You are not currently logged in.
Access JSTOR through your library or other institution:
If You Use a Screen ReaderThis content is available through Read Online (Free) program, which relies on page scans. Since scans are not currently available to screen readers, please contact JSTOR User Support for access. We'll provide a PDF copy for your screen reader.
Automated Cell Lineage Tracing in Caenorhabditis elegans
Zhirong Bao, John I. Murray, Thomas Boyle, Siew Loon Ooi, Matthew J. Sandel and Robert H. Waterston
Proceedings of the National Academy of Sciences of the United States of America
Vol. 103, No. 8 (Feb. 21, 2006), pp. 2707-2712
Published by: National Academy of Sciences
Stable URL: http://www.jstor.org/stable/30049477
Page Count: 6
You can always find the topics here!Topics: Embryos, Cell lines, Pixels, Embryogenesis, Imaging, Signals, Cell division, Cell nucleus, Daughter cells, Somatic cells
Were these topics helpful?See something inaccurate? Let us know!
Select the topics that are inaccurate.
Since scans are not currently available to screen readers, please contact JSTOR User Support for access. We'll provide a PDF copy for your screen reader.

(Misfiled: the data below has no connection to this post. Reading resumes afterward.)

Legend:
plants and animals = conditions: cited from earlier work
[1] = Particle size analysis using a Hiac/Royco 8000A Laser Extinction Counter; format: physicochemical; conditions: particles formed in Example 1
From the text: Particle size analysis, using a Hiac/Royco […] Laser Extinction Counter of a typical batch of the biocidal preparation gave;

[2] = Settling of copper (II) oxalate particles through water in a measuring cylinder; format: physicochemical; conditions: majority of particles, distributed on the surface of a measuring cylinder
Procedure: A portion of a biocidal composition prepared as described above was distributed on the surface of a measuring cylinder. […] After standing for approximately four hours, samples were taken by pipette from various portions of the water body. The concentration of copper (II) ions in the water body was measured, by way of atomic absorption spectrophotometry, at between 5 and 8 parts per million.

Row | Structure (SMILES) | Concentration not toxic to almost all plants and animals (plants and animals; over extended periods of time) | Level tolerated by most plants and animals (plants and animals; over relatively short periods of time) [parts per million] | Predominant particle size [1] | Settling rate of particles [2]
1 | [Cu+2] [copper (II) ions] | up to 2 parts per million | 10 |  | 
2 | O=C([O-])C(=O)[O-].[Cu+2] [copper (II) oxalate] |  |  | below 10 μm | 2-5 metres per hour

Preview not available
The invariant cell lineage and cell fate of Caenorhabditis elegans provide a unique opportunity to decode the molecular mechanisms of animal development. To exploit this opportunity, we have developed a system for automated cell lineage tracing during C. elegans embryogenesis, based on 3D, time-lapse imaging and automated image analysis. Using ubiquitously expressed histoneGFP fusion protein to label cells/nuclei and a confocal microscope, the imaging protocol captures embryogenesis at high spatial (31 planes at 1 μm apart) and temporal (every minute) resolution without apparent effects on development. A set of image analysis algorithms then automatically recognizes cells at each time point, tracks cell movements, divisions and deaths over time and assigns cell identities based on the canonical naming scheme. Starting from the four-cell stage (or earlier), our software, named STARRYNITE, can trace the lineage up to the 350-cell stage in 25 min on a desktop computer. The few errors of automated lineaging can then be corrected in a few hours with a graphic interface that allows easy navigation of the images and the reported lineage tree. The system can be used to characterize lineage phenotypes of genes and/or extended to determine gene expression patterns in a living embryo at the single-cell level. We envision that this automation will make it practical to systematically decipher the developmental genes and pathways encoded in the genome of C. elegans.
Proceedings of the National Academy of Sciences of the United States of America © 2006 National Academy of Sciences